Brisbane Grammar School is a 150-year-old prestigious college for boys. Picture: AAP/Josh Woning
Brisbane Grammar School is a 150-year-old prestigious college for boys. Picture: AAP/Josh Woning

Shooting threat targets elite school

TERRIFIED parents have kept their children home from the prestigious Brisbane Grammar School after a shooting threat was made by a Year 11 student.

The threatening image of a gun, “Some of you are alright Don't come to school tomorrow” on Snapchat that terrified parents of Brisbane Grammar School students.
The threatening image of a gun, “Some of you are alright Don't come to school tomorrow” on Snapchat that terrified parents of Brisbane Grammar School students.

The boy, who allegedly has a history of bullying, violence and instability, posted on social media a photograph of a gun with the words "Some of you are alright. Don't come to school tomorrow".

Alarmed students reported the incident on Tuesday night and on Thursday afternoon parents were contacted by deputy headmaster David Carroll.

He said school staff had met with the boy on Wednesday morning and "ascertained that there was never any danger to BGS students or staff".

Parents are furious that the student has not been suspended or expelled.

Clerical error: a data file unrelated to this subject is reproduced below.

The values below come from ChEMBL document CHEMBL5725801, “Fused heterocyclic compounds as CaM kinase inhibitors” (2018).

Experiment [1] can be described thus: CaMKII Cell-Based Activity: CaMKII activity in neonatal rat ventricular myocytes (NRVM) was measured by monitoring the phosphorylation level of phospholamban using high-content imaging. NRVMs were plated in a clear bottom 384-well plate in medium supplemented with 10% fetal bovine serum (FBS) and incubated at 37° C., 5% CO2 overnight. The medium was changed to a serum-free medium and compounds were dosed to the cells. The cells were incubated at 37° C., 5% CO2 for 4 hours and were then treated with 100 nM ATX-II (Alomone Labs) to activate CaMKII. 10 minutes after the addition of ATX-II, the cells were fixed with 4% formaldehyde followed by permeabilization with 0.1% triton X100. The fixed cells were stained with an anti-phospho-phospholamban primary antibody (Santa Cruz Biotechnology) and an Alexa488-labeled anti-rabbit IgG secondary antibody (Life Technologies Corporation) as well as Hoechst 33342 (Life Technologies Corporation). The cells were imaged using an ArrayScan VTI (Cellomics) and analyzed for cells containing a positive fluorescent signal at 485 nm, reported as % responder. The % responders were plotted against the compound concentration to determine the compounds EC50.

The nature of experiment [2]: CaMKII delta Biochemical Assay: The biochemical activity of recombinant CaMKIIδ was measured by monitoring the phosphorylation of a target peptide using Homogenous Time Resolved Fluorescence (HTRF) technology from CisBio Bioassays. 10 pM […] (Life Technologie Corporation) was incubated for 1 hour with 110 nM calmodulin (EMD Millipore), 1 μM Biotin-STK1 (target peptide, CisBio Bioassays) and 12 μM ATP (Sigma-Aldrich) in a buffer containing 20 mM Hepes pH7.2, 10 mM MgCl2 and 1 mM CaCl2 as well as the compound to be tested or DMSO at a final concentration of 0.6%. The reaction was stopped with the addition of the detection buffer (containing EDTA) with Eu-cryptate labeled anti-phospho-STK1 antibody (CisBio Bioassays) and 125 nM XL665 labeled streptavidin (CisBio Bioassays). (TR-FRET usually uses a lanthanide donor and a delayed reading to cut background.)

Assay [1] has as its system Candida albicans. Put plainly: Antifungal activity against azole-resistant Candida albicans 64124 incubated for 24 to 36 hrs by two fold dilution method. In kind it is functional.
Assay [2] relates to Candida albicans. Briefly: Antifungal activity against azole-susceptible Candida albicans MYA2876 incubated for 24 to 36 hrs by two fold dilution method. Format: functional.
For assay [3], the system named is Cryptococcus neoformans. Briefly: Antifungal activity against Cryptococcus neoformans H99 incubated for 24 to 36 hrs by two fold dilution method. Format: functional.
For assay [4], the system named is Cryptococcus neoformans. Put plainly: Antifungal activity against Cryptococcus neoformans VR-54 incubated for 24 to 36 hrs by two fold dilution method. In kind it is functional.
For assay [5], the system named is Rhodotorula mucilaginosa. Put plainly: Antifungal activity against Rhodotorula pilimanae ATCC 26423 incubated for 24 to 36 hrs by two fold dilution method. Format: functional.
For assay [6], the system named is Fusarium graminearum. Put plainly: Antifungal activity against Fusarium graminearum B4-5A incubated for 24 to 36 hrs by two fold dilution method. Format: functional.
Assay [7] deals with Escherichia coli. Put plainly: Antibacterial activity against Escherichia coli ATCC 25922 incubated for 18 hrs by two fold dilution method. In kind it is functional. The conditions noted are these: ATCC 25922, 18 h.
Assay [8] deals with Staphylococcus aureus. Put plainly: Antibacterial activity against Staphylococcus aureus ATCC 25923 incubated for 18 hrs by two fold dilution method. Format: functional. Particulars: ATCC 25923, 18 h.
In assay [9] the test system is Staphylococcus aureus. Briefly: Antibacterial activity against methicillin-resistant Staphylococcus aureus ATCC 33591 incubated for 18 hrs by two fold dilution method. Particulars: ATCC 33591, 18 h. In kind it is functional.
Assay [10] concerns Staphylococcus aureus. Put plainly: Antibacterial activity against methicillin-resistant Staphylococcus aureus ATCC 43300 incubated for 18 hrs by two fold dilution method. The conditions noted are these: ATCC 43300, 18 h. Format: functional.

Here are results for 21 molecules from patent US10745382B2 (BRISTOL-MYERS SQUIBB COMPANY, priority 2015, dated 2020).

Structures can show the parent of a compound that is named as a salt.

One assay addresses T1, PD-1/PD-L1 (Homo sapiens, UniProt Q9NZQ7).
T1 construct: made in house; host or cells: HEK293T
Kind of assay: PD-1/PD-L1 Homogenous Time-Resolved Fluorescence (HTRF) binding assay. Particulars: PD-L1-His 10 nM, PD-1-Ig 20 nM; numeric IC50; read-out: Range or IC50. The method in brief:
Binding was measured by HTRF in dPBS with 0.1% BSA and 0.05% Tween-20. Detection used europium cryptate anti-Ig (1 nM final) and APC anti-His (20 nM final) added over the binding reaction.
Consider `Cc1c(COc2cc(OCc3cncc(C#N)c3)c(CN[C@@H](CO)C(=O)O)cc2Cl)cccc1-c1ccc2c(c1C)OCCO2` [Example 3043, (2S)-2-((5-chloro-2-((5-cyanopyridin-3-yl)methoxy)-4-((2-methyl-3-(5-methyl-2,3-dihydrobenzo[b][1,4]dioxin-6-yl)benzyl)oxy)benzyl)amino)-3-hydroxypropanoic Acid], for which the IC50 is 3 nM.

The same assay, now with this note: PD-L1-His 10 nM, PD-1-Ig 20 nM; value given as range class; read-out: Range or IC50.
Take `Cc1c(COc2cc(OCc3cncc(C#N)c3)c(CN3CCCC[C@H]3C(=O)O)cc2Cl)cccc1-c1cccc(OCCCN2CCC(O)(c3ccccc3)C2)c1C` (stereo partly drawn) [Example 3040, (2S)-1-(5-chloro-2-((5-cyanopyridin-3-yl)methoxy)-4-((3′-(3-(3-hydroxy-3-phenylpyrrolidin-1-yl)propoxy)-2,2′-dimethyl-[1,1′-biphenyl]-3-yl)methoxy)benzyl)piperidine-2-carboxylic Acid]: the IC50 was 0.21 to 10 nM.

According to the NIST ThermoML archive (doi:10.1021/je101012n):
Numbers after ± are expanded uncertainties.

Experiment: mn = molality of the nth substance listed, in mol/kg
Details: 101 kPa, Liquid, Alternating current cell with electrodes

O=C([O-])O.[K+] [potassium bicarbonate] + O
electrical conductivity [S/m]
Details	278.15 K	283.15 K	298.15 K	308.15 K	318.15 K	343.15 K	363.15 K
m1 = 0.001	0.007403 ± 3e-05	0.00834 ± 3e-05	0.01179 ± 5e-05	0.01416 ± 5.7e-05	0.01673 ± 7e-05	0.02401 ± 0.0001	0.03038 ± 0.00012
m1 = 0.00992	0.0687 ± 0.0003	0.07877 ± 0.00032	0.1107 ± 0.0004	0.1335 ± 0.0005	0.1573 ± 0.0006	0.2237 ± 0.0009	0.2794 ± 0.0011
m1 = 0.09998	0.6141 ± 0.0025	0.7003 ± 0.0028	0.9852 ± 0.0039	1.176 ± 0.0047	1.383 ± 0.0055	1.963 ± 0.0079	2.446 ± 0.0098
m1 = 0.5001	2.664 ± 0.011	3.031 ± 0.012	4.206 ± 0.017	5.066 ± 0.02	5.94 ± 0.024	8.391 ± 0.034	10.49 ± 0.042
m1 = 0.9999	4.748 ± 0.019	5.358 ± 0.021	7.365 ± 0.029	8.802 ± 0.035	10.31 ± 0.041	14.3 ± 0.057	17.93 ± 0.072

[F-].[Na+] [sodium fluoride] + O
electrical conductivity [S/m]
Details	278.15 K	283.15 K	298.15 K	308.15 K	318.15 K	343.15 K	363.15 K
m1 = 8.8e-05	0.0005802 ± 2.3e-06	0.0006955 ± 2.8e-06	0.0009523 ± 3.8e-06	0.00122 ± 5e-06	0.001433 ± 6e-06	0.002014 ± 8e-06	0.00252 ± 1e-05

One concerned mother, who has not sent her Year 10 son to school since the incident, said the boy had boasted to peers that he had access to guns.

"Look at all the school shootings in the US where parents said 'we knew he was a threat but the school let him back into the school'," she said.

A father, who estimates dozens of kids have been kept home, said the school had put students at risk by not forcing the boy out.

"They have missed the greatest opportunity to make an example of this - whether it's a mistake, in jest, or serious, no-one actually knows.

"If you make a bomb threat on a plane you get turfed off and this is no different. We expect zero tolerance," he said.

One concerned mother has not sent her Year 10 son to school since the incident on Tuesday night.
One concerned mother has not sent her Year 10 son to school since the incident on Tuesday night.

"The wishy-washy response from the school is giving the green light to other kids to do this."

Mr Carroll said the threatening image was shared on Snapchat. Other students then took screen shots and circulated it to a broader audience.

"The school has contacted the appropriate authorities and is working with the boy and his family," he said.

A Queensland Police Service spokesman said police were made aware of the incident and investigations revealed the boy obtained a generic gun image from the internet and did not have access to weapons.

"The student was interviewed and subsequently cautioned under the provisions of the Youth Justice Act for using a carriage service to menace, harass or cause offence. The Queensland Police Service treats all potential threats to the safety and security of the community seriously," the spokesman said.

"This incident is a timely reminder for parents and carers to remind young people of the risks associated with careless or inappropriate posts on social media that may cause fear of harm to fellow students, schools or the community."



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